A lot of business is transacted in US dollars, including in the wholefood industry. Examples are imports of cocoa, groundnuts and tropical fruit, and coffee, coconuts and palm oil are, of course, not produced in the EU either. Importers still don't seem to be worried. The sometimes violent fluctuations on the money markets are dismissed as short-term reactions that balance out over a longer time-scale. But it could happen that in the medium term the price structure will adjust as the exchange rates settle down at new levels. If it get too expensive we could expect a fall in demand.


British “Limited“ still possible?

People clearly affected are workers and entrepreneurs who are British citizens and work in  Germany. According to the EU, after Brexit they are likely to need “a permit for residence in Germany for the purpose of gainful employment.“ Some entrepreneurs have chosen the “limited“company form in keeping with British law. A limited company is easier, quicker and less costly to set up than a GmbH, and it was possible only because Britain was a member of the EU. “Anyone who has opted for it may well have to convert the company after Brexit to a GbR or a GmbH, which would of course add to their costs,“ Röhrig explains.

Numerous representatives of industry also assume that Britain will leave but, like Norway or Switzerland, will still be closely linked to the Eu, so that there will not be any great change. That could be a dangerous conclusion to draw, because it's being said in the policitical world that they want to send a clear message and make the British feel the negative consequences of leaving. The thinking behind this is that it will prevent EU opponents in France, Austria, the Netherlands and other states from following suit and having the same success – so that “What's next?“ doesn't become “Who's next?“ This is why people in the wholefood industry should keep a close eye on what approach is being taken and prepare themselves well in advance for the consequences. “Basically, a similar situation applies to the organic industry as to other business sectors,“ Röder warns.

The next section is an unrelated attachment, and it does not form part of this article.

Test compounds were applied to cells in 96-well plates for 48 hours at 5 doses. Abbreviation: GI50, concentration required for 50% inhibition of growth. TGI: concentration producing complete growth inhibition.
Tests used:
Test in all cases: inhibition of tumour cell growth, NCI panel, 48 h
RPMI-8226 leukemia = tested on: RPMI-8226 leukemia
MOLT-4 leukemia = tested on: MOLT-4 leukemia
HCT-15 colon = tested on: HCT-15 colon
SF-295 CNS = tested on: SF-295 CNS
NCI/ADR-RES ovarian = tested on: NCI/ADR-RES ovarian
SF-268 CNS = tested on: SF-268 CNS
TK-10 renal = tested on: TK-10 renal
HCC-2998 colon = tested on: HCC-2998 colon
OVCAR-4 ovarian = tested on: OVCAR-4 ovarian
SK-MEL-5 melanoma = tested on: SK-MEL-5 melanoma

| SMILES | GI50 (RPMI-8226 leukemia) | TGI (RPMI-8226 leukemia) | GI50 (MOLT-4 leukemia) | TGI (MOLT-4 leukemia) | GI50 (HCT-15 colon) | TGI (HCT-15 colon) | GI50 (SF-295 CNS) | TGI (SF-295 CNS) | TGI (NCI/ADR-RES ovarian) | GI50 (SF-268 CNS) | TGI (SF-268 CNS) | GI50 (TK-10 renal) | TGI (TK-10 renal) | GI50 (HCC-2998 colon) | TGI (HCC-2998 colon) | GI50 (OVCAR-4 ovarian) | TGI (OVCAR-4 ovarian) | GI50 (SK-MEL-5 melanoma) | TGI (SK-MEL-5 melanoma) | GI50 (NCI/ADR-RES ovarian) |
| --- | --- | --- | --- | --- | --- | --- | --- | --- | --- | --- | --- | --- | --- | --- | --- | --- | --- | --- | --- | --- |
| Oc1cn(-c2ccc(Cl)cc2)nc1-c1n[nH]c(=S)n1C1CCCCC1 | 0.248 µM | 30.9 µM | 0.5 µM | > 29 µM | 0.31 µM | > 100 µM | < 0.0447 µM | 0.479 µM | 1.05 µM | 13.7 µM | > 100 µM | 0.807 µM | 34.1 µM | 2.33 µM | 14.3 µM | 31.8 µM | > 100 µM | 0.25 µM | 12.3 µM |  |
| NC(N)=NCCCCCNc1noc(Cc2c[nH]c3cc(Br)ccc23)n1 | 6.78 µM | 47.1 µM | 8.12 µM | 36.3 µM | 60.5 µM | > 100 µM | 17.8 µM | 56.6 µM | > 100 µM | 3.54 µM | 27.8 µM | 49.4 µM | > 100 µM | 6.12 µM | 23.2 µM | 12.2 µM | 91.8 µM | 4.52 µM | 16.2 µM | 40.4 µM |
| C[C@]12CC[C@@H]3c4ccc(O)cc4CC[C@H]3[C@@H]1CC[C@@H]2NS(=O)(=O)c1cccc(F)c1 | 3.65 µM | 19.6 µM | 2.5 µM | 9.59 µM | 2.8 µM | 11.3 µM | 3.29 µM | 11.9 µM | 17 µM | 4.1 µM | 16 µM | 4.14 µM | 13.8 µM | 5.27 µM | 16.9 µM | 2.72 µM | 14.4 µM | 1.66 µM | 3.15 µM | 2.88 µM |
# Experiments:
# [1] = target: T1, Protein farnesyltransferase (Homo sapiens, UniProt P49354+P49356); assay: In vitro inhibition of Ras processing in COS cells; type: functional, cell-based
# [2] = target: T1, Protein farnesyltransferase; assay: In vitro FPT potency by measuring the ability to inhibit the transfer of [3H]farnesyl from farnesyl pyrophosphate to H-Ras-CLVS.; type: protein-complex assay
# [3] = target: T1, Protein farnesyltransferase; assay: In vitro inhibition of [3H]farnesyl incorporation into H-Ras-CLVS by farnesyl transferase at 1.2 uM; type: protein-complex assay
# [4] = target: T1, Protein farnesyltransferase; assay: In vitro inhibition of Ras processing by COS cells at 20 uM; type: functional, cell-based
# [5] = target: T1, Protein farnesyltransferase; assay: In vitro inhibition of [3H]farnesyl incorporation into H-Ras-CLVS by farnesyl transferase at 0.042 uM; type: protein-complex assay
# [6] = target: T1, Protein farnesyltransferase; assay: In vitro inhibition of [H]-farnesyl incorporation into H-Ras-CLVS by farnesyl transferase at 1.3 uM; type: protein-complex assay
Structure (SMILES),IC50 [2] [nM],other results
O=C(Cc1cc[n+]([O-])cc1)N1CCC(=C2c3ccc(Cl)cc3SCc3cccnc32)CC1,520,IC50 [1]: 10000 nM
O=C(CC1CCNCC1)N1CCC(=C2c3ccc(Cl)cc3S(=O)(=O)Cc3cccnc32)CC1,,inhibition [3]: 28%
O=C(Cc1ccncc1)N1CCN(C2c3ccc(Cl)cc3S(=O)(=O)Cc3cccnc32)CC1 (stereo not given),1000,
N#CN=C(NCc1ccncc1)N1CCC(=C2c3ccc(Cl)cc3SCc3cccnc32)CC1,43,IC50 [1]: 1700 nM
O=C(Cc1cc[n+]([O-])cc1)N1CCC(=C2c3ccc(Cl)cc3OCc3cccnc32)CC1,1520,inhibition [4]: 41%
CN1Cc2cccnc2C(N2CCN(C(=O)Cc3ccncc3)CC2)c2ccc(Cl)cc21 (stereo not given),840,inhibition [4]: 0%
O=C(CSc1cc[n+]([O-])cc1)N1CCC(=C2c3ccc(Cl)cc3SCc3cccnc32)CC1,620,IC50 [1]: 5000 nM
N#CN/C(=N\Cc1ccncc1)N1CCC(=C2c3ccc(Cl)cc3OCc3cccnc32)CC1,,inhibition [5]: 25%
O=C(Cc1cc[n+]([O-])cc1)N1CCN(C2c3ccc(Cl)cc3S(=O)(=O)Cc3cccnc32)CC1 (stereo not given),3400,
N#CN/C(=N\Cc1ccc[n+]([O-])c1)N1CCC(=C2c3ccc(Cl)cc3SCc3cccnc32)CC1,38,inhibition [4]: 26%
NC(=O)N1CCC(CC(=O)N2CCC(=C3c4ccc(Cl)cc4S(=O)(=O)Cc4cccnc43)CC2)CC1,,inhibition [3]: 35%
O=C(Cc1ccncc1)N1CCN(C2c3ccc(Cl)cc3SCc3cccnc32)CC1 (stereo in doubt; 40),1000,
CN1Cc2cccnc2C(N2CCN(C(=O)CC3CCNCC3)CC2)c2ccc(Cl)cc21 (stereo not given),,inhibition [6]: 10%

Comment: "No time for tea"

Achtung, Achtung! The British want to leave the European Union. The warning lights are flashing in the world of politics and business. Everywhere the mood is one of crisis. Everywhere. Well, almost. For the wholefood industry Brexit is no reason to interrupt lecture tours or cancel company outings. “We'll wait and see what happens“ - this describes the mindset of the industry perfectly. Sit back, wait and drink tea. This is a dereliction of duty to customers, employees and your own company. The global economy is like a mobile that a breath of wind can set in motion but, if one weight is removed, the whole thing tilts and the balance is lost.

There's no need for a frenzy of activity, but the time has come to ask yourself a few questions.

For example: What precisely does the decision of the British mean for me? Have I got relevant products in my range? What trade relations are affected? Am I a customer of a British bank? And above all else: Where can I get information if I've got questions on precisely these issues and need answers quickly?

Many products on the shelves are not local or regional. We all know coconuts, groundnuts, cocoa, bananas and mangos aren't grown in the EU, but distortions in the market can arise in this segment because the wholefood industry is tied to world market prices. When the exchange rates for dollar, pound and euro, etc. settle down at new levels, products are going to get either more expensive or cheaper in the long term. If the economic fallout means that people have less money in their pockets, how much they will spend on (specialist trade) organics and what margins retailers will have are unknown quantities.

Nobody knows what will happen. All we can be sure about is that as soon as the British declare they are leaving the EU we've got precisely two years. Extending this deadline is possible only with the unanimous agreement of the European Council, which is unlikely. But will the British exit the EU rapidly? Will they take their time? Is it even possible they will back down and not exit the EU?

Whatever they decide, each of these possibilities will have economic repercussions and all traders ought to be well prepared. Once they are prepared there will still be time to sit back and drink tea.

Author: Jochen Bettzieche is journalist specialised in economics and sustainable investment